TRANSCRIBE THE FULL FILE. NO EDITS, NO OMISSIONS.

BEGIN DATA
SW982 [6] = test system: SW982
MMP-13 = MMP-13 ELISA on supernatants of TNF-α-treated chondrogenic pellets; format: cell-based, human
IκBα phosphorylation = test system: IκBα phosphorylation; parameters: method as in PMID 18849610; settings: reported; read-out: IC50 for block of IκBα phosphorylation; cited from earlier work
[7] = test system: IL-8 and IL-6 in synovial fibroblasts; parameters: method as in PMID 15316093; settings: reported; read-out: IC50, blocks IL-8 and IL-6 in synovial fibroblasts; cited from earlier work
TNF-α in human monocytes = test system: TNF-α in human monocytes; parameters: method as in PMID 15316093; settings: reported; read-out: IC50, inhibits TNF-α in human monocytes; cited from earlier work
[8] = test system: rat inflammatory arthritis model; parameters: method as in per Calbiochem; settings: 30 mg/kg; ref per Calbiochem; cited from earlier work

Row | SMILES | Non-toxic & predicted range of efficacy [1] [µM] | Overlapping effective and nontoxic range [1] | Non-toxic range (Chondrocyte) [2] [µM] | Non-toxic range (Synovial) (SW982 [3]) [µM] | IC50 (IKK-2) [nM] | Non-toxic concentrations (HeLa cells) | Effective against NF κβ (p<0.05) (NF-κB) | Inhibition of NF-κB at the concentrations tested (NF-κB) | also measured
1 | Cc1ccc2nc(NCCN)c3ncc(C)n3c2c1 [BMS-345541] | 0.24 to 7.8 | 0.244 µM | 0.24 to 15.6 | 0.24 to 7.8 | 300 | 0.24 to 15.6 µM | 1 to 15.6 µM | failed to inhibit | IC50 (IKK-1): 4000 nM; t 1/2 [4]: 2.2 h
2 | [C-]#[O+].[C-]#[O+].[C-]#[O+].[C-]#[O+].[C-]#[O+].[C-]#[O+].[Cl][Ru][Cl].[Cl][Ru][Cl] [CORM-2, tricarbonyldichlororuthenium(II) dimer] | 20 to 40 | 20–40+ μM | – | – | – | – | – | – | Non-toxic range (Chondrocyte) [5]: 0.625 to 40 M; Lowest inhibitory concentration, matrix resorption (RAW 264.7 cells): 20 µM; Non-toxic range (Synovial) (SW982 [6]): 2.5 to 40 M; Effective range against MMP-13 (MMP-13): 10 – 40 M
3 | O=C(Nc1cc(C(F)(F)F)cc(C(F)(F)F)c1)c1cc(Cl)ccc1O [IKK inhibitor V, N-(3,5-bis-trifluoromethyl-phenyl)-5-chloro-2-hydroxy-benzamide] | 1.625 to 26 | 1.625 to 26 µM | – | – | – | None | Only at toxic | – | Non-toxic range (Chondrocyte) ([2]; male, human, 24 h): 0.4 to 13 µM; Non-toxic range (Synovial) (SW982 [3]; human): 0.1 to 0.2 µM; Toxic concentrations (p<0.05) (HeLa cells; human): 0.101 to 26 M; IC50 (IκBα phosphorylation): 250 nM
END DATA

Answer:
SW982 [6] = test system: SW982
MMP-13 = MMP-13 ELISA on supernatants of TNF-α-treated chondrogenic pellets; format: cell-based, human
IκBα phosphorylation = test system: IκBα phosphorylation; parameters: method as in PMID 18849610; settings: reported; read-out: IC50 for block of IκBα phosphorylation; cited from earlier work
[7] = test system: IL-8 and IL-6 in synovial fibroblasts; parameters: method as in PMID 15316093; settings: reported; read-out: IC50, blocks IL-8 and IL-6 in synovial fibroblasts; cited from earlier work
TNF-α in human monocytes = test system: TNF-α in human monocytes; parameters: method as in PMID 15316093; settings: reported; read-out: IC50, inhibits TNF-α in human monocytes; cited from earlier work
[8] = test system: rat inflammatory arthritis model; parameters: method as in per Calbiochem; settings: 30 mg/kg; ref per Calbiochem; cited from earlier work

Row | SMILES | Non-toxic & predicted range of efficacy [1] [µM] | Overlapping effective and nontoxic range [1] | Non-toxic range (Chondrocyte) [2] [µM] | Non-toxic range (Synovial) (SW982 [3]) [µM] | IC50 (IKK-2) [nM] | Non-toxic concentrations (HeLa cells) | Effective against NF κβ (p<0.05) (NF-κB) | Inhibition of NF-κB at the concentrations tested (NF-κB) | also measured
1 | Cc1ccc2nc(NCCN)c3ncc(C)n3c2c1 [BMS-345541] | 0.24 to 7.8 | 0.244 µM | 0.24 to 15.6 | 0.24 to 7.8 | 300 | 0.24 to 15.6 µM | 1 to 15.6 µM | failed to inhibit | IC50 (IKK-1): 4000 nM; t 1/2 [4]: 2.2 h
2 | [C-]#[O+].[C-]#[O+].[C-]#[O+].[C-]#[O+].[C-]#[O+].[C-]#[O+].[Cl][Ru][Cl].[Cl][Ru][Cl] [CORM-2, tricarbonyldichlororuthenium(II) dimer] | 20 to 40 | 20–40+ μM | – | – | – | – | – | – | Non-toxic range (Chondrocyte) [5]: 0.625 to 40 M; Lowest inhibitory concentration, matrix resorption (RAW 264.7 cells): 20 µM; Non-toxic range (Synovial) (SW982 [6]): 2.5 to 40 M; Effective range against MMP-13 (MMP-13): 10 – 40 M
3 | O=C(Nc1cc(C(F)(F)F)cc(C(F)(F)F)c1)c1cc(Cl)ccc1O [IKK inhibitor V, N-(3,5-bis-trifluoromethyl-phenyl)-5-chloro-2-hydroxy-benzamide] | 1.625 to 26 | 1.625 to 26 µM | – | – | – | None | Only at toxic | – | Non-toxic range (Chondrocyte) ([2]; male, human, 24 h): 0.4 to 13 µM; Non-toxic range (Synovial) (SW982 [3]; human): 0.1 to 0.2 µM; Toxic concentrations (p<0.05) (HeLa cells; human): 0.101 to 26 M; IC50 (IκBα phosphorylation): 250 nM